The tension builds throughout the story to an almost unbearable level at times, there are red-herrings, surprises, shocks and mysteries along the way, and I was certainly left guessing right up to the last page. With a frightening health diagnosis looming over her shoulder, Aubrey concocts a desperate plan to have Tom forever. I'm hours into this story, and I'm lost. Gary is an intuitive investigator who despite social gaffs can empathise and get witnesses to talk to him, above all he can crack cases and solve the most baffling crimes. What reaction did this book spark in you? If you are the publisher or author of this book and feel that the reviews shown do not properly reflect the range of media opinion now available, please with the mainstream media reviews that you would like to see added. Then, a shocking discovery changes everything.
It certainly makes a nice change to read of a Detective who is not an 'almost alcoholic' or troubled by failed relationships. Something grittier - maybe a David Hewson if I can find one I haven't heard - or try a different Scandinavian crime writer. This is a fairly interesting first book, in a series of five, featuring Gary Goodhew, a very young, rash police detective in Cambridge, England. Cambridge Blue About book: She ran, clattering along the pavement as fast as her spiked heels could carry her. The protagonist is likable although not fully fleshed out.
By the end, readers will be flipping back to the beginning to suss out those clues that they may have missed. I find it a personal failure to give up on a story and have only done it once in my 40 odd years of reading, so we were in it to the end. Not only has she lost her husband, but his actions have put her under investigation for corruption. Not my best idea, I gotta admit. Which was the case here.
How this body is related to the story is something that the author leaves the reader guessing. But Emily has a past, and secrets, too. Maybe if I'm desperate to listen to something, anything, I'll come back to this, but I'm thinking of asking for a refund. He's also something of a lone wolf-- a young man who's a police detective by day and then seemingly behaves like some sort of nocturnal super hero when he's off duty. But Ella has never been married.
My proof copy has a front-cover endorsement from R J Ellory, he says 'Menacing and insiduous, this is a great novel', with such a positive comment from one of my favourite crime authors, I was really looking forward to getting stuck into this one. This book is an old fashioned whodunnit with a modern twist at the end. On the downside, the plot was more convoluted than it had to be. Alison Bruce is obviously setting Gary Goodhew up for a series of novels; if she sticks to writing in the unaffected style of the best parts of this book, cuts out the clichés of the genre and brings rather more discipline to her treatment of her characters the novels could turn out to be rather good, but I'm afraid I can only give this one a lukewarm recommendation. Alison has done a great job by taking the action at her own pace and also has not insisted so much on realism.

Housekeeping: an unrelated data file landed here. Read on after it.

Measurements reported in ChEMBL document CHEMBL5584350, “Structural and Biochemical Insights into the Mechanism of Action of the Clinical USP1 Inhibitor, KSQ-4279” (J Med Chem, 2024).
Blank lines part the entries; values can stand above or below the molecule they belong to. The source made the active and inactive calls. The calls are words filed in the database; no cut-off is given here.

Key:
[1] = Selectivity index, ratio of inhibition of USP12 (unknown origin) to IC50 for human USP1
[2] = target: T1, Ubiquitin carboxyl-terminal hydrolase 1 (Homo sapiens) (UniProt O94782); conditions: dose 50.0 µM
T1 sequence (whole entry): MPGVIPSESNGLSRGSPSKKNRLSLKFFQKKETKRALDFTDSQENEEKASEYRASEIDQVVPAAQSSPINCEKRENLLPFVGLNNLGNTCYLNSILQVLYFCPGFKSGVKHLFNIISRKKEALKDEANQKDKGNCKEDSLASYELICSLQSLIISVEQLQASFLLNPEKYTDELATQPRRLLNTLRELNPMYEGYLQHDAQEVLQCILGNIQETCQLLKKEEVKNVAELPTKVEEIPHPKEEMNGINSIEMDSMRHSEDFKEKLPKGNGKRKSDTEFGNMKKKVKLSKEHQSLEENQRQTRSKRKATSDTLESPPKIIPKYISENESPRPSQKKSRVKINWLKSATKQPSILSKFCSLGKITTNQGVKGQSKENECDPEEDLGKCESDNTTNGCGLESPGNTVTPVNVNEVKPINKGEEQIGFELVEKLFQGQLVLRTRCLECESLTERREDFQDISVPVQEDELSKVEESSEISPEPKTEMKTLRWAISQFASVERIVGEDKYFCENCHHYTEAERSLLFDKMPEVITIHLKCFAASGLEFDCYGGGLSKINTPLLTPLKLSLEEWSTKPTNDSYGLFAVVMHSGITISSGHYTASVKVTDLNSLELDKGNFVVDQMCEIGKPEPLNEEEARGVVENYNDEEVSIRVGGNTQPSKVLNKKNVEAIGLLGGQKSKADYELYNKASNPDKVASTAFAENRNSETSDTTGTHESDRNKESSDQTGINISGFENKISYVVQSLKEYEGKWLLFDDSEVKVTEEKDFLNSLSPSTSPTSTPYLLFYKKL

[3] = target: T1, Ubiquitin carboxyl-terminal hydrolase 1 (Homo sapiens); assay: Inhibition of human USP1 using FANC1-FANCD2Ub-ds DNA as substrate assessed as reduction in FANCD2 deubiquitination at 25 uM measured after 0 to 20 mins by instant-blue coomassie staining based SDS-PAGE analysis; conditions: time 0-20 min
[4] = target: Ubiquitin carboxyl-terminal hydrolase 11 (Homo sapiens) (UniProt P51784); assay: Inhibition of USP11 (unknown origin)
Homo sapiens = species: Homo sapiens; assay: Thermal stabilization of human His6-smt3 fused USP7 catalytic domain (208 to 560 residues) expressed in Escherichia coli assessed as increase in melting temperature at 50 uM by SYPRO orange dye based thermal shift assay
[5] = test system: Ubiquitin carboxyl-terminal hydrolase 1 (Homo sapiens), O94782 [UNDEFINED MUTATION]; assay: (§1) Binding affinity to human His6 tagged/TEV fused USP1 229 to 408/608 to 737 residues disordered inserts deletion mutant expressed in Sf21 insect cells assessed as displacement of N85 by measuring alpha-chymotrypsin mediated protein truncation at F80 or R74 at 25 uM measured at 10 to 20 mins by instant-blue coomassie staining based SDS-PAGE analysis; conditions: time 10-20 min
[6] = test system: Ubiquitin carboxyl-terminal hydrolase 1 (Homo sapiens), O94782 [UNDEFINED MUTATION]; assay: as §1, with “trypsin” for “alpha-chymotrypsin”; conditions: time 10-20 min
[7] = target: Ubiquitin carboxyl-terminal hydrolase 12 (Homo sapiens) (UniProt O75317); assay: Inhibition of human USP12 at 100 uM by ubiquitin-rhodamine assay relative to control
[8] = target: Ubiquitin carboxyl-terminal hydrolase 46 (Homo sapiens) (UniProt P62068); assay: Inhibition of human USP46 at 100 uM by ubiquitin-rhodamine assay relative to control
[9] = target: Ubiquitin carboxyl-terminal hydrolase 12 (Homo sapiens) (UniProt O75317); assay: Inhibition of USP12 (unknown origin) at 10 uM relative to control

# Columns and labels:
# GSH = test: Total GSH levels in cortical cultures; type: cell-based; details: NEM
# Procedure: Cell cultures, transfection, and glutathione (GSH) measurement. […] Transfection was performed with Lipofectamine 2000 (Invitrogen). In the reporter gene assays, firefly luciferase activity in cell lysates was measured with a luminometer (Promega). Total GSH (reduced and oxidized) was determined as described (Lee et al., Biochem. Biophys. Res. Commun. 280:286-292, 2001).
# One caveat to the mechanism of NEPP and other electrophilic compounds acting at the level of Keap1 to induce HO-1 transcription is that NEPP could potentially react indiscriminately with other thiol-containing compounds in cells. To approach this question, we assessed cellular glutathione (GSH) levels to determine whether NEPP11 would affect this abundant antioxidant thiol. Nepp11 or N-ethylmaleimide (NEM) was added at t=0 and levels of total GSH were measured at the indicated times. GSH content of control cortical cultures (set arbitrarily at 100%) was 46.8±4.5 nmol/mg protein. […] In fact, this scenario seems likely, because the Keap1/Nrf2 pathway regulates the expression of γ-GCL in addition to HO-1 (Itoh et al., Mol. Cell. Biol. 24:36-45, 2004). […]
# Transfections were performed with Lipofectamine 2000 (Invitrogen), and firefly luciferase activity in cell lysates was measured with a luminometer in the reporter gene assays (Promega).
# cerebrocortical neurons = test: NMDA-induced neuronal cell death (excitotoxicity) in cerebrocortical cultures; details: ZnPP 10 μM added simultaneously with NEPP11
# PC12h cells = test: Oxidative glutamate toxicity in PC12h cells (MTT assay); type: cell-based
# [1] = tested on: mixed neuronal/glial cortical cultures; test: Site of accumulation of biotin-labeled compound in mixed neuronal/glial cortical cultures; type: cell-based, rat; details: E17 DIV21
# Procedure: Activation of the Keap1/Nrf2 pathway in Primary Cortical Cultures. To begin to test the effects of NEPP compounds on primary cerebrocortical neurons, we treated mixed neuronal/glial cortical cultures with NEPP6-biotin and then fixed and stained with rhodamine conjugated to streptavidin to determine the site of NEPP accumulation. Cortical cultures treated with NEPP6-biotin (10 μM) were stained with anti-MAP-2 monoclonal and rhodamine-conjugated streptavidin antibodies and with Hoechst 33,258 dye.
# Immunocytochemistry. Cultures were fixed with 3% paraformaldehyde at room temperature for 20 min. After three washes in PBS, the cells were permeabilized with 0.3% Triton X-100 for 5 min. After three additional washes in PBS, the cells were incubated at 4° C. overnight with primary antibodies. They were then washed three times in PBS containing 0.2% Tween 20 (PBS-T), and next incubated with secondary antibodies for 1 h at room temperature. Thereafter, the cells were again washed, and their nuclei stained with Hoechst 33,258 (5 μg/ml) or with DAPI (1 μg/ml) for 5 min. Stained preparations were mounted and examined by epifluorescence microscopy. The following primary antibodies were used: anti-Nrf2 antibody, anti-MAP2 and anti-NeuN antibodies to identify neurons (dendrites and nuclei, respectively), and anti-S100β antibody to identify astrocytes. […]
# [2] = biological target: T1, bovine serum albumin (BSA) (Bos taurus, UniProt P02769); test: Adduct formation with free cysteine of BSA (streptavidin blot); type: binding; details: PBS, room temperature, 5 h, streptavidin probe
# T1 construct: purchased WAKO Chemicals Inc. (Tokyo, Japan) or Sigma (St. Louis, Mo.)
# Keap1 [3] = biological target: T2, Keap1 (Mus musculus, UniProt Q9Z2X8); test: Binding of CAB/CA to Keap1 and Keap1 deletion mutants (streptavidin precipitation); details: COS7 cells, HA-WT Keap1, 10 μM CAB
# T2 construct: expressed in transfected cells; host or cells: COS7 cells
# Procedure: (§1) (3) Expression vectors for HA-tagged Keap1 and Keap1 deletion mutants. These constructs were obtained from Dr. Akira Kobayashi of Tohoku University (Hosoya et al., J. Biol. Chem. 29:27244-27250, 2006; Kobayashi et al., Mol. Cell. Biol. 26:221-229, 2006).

It's of the Gibbet Fen crime scene. My I-pod went everywhere and my husband got a little irate at trying to talk to me with my headphones in. Good, maybe the next will be great? We do of course find out the connection of this murder later in the book, Alison doing a great job of tying up all the loose ends as the book reaches its climactic dénouement. He simply cannot separate the physical fro I have to be honest and say that the major reason why I chose to read Cambridge Blue is because of the day I spent wandering the streets of that old city. As a matter of fact, he does not hesitate to exploit his relationship with those suspected.
Download at full speed with unlimited bandwidth with just one click! And then he wanders around in the evening chatting to suspects about the crimes and generally ensuring there's no chance of a valid conviction. Who would the stars be? He is the first on the scene when the body of a young woman is discovered on Midsummer Common and for the first time in his career is given the chance to work on a murder investigation. Fully optimized for all platforms - no additional software required! A young, manipulative woman is found murdered and soon after a second woman dies. We are soon introduced to Alice and Richard Moran, who are the sibling owners of a plastic surgery clinic. Additionally, it takes some time to grasp parts of the story because she frequently gives incomplete information and reveals what is missing later. I have only given this book 4 stars because of a couple of inconsistencies. They know who he is.
Possibly Sean Barrett or Robert Glenister, although their voices might be too mature for the part of Gary Goodhew. Not my best idea, I gotta admit. Alison Bruce certainly does not disappoint with her setting; I felt myself back on those streets once again, but this time with a very unusual police officer. He has a young voice but managed to characterise competently and after a chapter or two he became irrelevant to the story. Later Dr Richard Moran, Victoria's half brother rings the station because his Fiancee Lorna Spence has gone missing. He is made to work with fellow detective Kincaid who Gary does not like. Victoria doesn't know this man or why he would want to kill her.
He constantly acts unprofessionally and sometimes illegally, but of course unearths vital clues which skilled and experienced teams of experts have missed. The mystery is complex and makes for compelling reading-- even though I guessed the identity of the killer rather early on. I was kept guessing until the end and can't wait to start listening to Book 2. However, as the investigation continues, Goodhew begins to take advantage of Marks, and the inspector has to draw the line. What character would you cut from Cambridge Blue? Great start of a new series.